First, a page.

form of a spacetime diagram, rose rapidly to dominate theoretical work
in relativity. Mathematicians like V. Varicak and E. Borel then saw
that by employing a *real* temporal coordinate, they could exploit
hyperbolic trigonometry, and went on inaugurate a new, non-Euclidean
style of relativity. This alternative style was largely neglected by
contemporary physicists, who also ignored Borel's subsequent discovery
of a kinematic phenomenon later known as Thomas precession. Even so,
the non-Euclidean style found steady employment in relativity
textbooks, where it was used to present velocity composition.
Over the years, there have been a handful of attempts to promote the
non-Euclidean style for use in problem solving in relativity and
electrodynamics, the failure of which to attract any substantial
following, compounded by the absence of any positive results must give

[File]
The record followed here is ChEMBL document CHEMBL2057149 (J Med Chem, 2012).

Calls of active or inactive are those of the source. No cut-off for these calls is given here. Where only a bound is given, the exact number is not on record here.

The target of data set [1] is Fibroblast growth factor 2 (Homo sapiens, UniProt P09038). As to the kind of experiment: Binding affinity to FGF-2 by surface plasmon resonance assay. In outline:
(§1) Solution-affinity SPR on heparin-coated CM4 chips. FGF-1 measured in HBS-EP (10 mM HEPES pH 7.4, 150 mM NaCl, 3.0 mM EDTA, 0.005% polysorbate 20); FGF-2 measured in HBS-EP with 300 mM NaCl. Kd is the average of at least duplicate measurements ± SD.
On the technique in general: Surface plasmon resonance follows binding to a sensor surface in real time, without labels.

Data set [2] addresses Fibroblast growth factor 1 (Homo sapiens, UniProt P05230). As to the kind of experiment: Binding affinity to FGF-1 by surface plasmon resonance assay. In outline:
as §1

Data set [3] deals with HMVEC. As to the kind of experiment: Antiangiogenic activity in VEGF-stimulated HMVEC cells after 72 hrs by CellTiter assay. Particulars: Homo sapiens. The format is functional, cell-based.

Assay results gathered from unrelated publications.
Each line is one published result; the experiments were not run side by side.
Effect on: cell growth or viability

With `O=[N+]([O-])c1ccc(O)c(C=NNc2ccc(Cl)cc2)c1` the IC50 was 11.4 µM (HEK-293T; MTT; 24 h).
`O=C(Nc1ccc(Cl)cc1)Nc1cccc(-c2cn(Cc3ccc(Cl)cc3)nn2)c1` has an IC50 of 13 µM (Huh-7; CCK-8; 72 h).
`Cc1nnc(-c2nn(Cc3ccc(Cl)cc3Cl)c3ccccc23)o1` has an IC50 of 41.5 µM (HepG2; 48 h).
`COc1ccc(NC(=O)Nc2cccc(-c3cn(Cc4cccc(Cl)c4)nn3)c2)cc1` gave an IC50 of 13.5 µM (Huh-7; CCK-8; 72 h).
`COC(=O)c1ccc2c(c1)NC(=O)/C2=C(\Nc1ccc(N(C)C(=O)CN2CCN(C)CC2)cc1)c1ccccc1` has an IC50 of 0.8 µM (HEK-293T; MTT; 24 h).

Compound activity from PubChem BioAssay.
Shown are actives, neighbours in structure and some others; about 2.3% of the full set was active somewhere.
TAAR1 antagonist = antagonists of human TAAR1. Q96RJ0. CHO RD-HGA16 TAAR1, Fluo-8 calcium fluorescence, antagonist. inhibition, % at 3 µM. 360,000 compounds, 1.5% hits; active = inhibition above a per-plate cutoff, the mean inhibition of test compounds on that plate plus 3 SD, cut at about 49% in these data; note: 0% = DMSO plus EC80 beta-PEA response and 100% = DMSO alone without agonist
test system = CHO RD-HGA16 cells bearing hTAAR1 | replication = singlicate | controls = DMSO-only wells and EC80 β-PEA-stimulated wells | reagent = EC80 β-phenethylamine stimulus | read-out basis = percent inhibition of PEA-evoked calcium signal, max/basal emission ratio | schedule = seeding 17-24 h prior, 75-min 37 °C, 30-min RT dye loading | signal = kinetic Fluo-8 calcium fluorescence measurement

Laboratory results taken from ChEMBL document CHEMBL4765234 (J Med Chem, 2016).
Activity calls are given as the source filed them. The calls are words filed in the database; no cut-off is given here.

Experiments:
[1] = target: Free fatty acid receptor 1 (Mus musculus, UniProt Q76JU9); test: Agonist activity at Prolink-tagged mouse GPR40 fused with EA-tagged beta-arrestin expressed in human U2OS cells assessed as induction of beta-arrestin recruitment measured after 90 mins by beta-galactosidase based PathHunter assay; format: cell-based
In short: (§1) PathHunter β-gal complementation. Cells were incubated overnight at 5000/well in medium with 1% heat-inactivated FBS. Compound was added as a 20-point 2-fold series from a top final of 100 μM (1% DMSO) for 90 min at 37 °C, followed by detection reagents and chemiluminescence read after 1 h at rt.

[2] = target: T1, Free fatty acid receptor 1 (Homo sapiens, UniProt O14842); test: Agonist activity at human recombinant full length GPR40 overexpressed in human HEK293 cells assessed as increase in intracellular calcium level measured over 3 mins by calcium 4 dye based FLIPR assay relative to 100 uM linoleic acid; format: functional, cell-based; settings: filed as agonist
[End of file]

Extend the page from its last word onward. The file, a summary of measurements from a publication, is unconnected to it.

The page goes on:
pause to anyone considering a similar undertaking. Until recently, no
one was in a position to offer an improvement on the tools available
since 1912. In his new book, Ungar furnishes the crucial missing
element from the panoply of the non-Euclidean style: an elegant
nonassociative algebraic formalism that fully exploits the
structure of Einstein's law of velocity composition. The formalism
relies on what the author calls the "missing link" between
Einstein's velocity addition formula and ordinary vector addition:
Thomas precession, or the angular difference in relative velocity that
results when one changes the order of frame velocities in the velocity
addition formula, the magnitude of this relative velocity being
invariant with respect to frame order.
Ungar lays out for the reader a sort of vector algebra in hyperbolic
space, based on the notion of a gyrovector. A gyrovector space differs
in general from a vector space in virtue of inclusion of Thomas
precession, and exclusion of the vector distributive law. As a result,
when expressed in terms of gyrovectors, Einstein's (non-commutative)